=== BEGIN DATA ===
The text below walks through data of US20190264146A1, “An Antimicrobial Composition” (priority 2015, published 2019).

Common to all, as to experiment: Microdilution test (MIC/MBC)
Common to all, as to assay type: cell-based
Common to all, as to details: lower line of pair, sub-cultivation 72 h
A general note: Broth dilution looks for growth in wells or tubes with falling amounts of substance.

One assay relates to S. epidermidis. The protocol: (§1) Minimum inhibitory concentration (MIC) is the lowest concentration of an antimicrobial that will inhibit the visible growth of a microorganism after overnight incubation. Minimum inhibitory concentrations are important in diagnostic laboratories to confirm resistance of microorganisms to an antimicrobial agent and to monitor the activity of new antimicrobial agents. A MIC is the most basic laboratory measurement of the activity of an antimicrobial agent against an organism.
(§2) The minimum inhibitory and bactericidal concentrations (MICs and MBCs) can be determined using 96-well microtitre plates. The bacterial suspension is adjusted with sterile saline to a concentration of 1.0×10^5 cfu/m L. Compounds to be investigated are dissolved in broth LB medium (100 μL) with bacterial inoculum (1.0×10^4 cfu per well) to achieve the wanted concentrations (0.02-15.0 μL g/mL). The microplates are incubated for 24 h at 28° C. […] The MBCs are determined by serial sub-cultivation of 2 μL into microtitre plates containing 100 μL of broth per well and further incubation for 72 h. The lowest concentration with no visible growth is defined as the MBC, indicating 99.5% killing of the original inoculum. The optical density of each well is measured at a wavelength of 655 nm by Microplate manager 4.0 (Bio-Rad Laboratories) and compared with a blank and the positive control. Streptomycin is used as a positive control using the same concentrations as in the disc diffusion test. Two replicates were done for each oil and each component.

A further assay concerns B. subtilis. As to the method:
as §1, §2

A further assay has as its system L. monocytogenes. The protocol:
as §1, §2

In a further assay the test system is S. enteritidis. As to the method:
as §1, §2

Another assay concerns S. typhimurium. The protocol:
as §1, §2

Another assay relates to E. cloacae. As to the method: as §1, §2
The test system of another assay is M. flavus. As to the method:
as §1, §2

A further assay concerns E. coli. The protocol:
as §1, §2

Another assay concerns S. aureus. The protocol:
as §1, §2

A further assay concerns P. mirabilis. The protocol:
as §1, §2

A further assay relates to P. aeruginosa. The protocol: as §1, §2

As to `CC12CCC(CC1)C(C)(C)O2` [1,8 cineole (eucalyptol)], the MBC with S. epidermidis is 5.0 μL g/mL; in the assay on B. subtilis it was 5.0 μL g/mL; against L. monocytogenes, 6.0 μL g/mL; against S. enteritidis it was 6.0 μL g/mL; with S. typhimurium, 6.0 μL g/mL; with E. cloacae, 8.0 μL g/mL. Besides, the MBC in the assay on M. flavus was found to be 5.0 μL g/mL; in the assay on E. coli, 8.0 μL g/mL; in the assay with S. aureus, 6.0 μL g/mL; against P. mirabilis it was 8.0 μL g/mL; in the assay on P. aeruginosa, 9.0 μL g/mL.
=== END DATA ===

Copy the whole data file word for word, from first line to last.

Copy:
The text below walks through data of US20190264146A1, “An Antimicrobial Composition” (priority 2015, published 2019).

Common to all, as to experiment: Microdilution test (MIC/MBC)
Common to all, as to assay type: cell-based
Common to all, as to details: lower line of pair, sub-cultivation 72 h
A general note: Broth dilution looks for growth in wells or tubes with falling amounts of substance.

One assay relates to S. epidermidis. The protocol: (§1) Minimum inhibitory concentration (MIC) is the lowest concentration of an antimicrobial that will inhibit the visible growth of a microorganism after overnight incubation. Minimum inhibitory concentrations are important in diagnostic laboratories to confirm resistance of microorganisms to an antimicrobial agent and to monitor the activity of new antimicrobial agents. A MIC is the most basic laboratory measurement of the activity of an antimicrobial agent against an organism.
(§2) The minimum inhibitory and bactericidal concentrations (MICs and MBCs) can be determined using 96-well microtitre plates. The bacterial suspension is adjusted with sterile saline to a concentration of 1.0×10^5 cfu/m L. Compounds to be investigated are dissolved in broth LB medium (100 μL) with bacterial inoculum (1.0×10^4 cfu per well) to achieve the wanted concentrations (0.02-15.0 μL g/mL). The microplates are incubated for 24 h at 28° C. […] The MBCs are determined by serial sub-cultivation of 2 μL into microtitre plates containing 100 μL of broth per well and further incubation for 72 h. The lowest concentration with no visible growth is defined as the MBC, indicating 99.5% killing of the original inoculum. The optical density of each well is measured at a wavelength of 655 nm by Microplate manager 4.0 (Bio-Rad Laboratories) and compared with a blank and the positive control. Streptomycin is used as a positive control using the same concentrations as in the disc diffusion test. Two replicates were done for each oil and each component.

A further assay concerns B. subtilis. As to the method:
as §1, §2

A further assay has as its system L. monocytogenes. The protocol:
as §1, §2

In a further assay the test system is S. enteritidis. As to the method:
as §1, §2

Another assay concerns S. typhimurium. The protocol:
as §1, §2

Another assay relates to E. cloacae. As to the method: as §1, §2
The test system of another assay is M. flavus. As to the method:
as §1, §2

A further assay concerns E. coli. The protocol:
as §1, §2

Another assay concerns S. aureus. The protocol:
as §1, §2

A further assay concerns P. mirabilis. The protocol:
as §1, §2

A further assay relates to P. aeruginosa. The protocol: as §1, §2

As to `CC12CCC(CC1)C(C)(C)O2` [1,8 cineole (eucalyptol)], the MBC with S. epidermidis is 5.0 μL g/mL; in the assay on B. subtilis it was 5.0 μL g/mL; against L. monocytogenes, 6.0 μL g/mL; against S. enteritidis it was 6.0 μL g/mL; with S. typhimurium, 6.0 μL g/mL; with E. cloacae, 8.0 μL g/mL. Besides, the MBC in the assay on M. flavus was found to be 5.0 μL g/mL; in the assay on E. coli, 8.0 μL g/mL; in the assay with S. aureus, 6.0 μL g/mL; against P. mirabilis it was 8.0 μL g/mL; in the assay on P. aeruginosa, 9.0 μL g/mL.